Monday, November 28, 2016

Patriots Ground Jets Playing Clutch, Complementary Football

James White was a hero, then a goat, and then let off the hook.

So went the day for the New England Patriots.

It was enough that the Patriots were at MetLife Stadium and playing an arch-nemesis New York Jets that always plays New England tough, but to add a hobbled quarterback Tom Brady to the equation meant that the rest of the team had to pick up the slack - and they did.  Barely.

Facing a fourth and four at the Jets' 37 with just under three minutes to play and playing from behind a one-point deficit, Brady floated a short pass to White on a quick out - White took the pass on his inside shoulder, spun to square his shoulders upfield, and absorbing a hit from Jets' linebacker Darron Lee, White stretched as far as his 5' 10" body would go, picking up the vital first down.

From the spot where the play started, to settle for a field goal in that situation would mean entrusting shaky place kicker Stephen Gostkowski to nail a 54 yard field goal, but neither miss-or-make circumstance was plausible.
Long, silencing the crowd, ended the game with his strip sack

If Gostkowski missed, the Patriots would have been down by two points and the Jets would have taken over the ball at their own 44 and the Patriots with only two time outs to work with - but had he made it, the Patriots would have taken a one-point lead, but left Ryan Fitzpatrick and the Jets' offense nearly three minutes to drive for a game-winning field goal.

So it was all on White's shoulders to gain the first down.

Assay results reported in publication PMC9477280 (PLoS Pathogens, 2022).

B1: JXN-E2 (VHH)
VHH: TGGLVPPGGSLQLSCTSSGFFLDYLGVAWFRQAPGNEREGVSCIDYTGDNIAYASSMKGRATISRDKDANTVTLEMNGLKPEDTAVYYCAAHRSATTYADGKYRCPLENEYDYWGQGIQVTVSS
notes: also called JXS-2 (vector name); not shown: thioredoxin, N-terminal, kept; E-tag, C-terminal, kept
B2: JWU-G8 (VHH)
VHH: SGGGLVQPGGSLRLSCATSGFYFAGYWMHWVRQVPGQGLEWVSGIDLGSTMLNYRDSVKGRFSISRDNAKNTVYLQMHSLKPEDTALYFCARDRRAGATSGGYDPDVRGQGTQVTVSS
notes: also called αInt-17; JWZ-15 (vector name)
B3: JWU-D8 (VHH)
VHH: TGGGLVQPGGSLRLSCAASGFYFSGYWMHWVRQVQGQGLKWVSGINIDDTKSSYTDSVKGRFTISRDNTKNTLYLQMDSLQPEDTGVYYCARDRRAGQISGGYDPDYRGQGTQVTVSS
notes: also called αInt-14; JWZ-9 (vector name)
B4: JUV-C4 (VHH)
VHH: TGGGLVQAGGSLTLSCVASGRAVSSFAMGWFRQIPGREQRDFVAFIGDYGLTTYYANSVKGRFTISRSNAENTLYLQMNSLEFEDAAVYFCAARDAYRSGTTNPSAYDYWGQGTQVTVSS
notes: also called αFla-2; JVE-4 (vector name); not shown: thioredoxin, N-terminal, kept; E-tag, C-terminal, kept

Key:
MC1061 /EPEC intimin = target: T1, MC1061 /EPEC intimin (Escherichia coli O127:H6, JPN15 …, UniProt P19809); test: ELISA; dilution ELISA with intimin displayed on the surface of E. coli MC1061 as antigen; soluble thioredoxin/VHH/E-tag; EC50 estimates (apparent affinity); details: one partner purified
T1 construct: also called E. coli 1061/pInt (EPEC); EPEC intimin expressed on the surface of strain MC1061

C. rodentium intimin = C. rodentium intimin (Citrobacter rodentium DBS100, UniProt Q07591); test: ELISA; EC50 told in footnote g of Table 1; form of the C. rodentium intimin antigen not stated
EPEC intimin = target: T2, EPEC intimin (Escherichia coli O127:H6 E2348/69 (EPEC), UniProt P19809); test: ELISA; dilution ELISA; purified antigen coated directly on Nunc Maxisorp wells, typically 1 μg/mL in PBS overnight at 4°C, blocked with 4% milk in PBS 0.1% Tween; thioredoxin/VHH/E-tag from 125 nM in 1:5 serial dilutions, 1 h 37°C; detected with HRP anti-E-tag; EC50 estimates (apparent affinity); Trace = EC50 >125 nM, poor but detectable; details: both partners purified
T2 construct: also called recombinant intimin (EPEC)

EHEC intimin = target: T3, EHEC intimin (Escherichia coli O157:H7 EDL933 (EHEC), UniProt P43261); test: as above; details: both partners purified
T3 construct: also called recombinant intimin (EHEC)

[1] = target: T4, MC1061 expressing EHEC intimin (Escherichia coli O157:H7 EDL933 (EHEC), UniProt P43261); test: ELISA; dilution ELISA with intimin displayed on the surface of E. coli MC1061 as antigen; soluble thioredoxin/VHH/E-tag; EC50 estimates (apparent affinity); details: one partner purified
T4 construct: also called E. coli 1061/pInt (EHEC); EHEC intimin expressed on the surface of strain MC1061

"He made a great play because the ball was thrown short of the sticks" Brady said of White, "and if we don't make that play, it's hard to win the game - it was a game-winning play, a championship-type play that James made. He did enough to shake off the tackle and get the first down."

A deep pass to wide open receiver Chris Hogan on the ensuing play took the ball down to the Jets' eight yard line, and then Brady hit rookie Malcolm Mitchell for a touchdown pass at the left pylon to give the Patriots a five-point lead - then White took a motion handoff from Brady and crossed the same pylon for a two-point conversion to give the Patriots a seven-point lead...

...the only problem being, while White's body crossed the goal line before going out of bounds, the ball never did, so the Patriots were left clinging to that five-point margin and kicking the ball back to Fitzgerald and the Jets' offense with just under two minutes left.

But defensive end Chris Long stripped the ball out of Fitzgerald's hand two plays later and the ball was recovered by fellow defensive end Trey Flowers which meant that White and, indeed, the entire Patriots team, were let off the hook, leaving MetLife with a victory in a 22-17 street fight.

The Patriots, were expected to set scoring records this season - what with the virtual plethora of extraordinary talent at Brady's disposal - but after running roughshod over their opponents to take a 7-1 record into their week-nine bye, New England has stumbled out of their off week, looking sluggish for long stretches of each of their three contests, losing a heartbreaker to Seattle before posting a 30-17 win over San Francisco last week and winning by five points over New York.

The only thing that has been consistent in any of the three has been the Patriots' clutch play when it counted the most.

Brady looked every bit the hobbled old warrior on Sunday afternoon, his already limited mobility reduced to sloth-like trudging, but after throwing away the ball on five attempts simply because the Jets were sending extra rushers to force Brady's hand, and after overthrowing wide open receivers at least as many times, the quarterback that many consider the greatest to ever play the game summoned up his clutch nature on the last two possessions of the game.

Considered a game-time decision, Brady's right knee was so sore and swollen during the week that he didn't attend practices, and it was clear that the knee was still bothering him, and accounted for the seemingly endless collection of overthrows - when the quarterback can't push off well with his right knee, it affects not just the follow through, but also the release point of the ball, which will be slightly higher...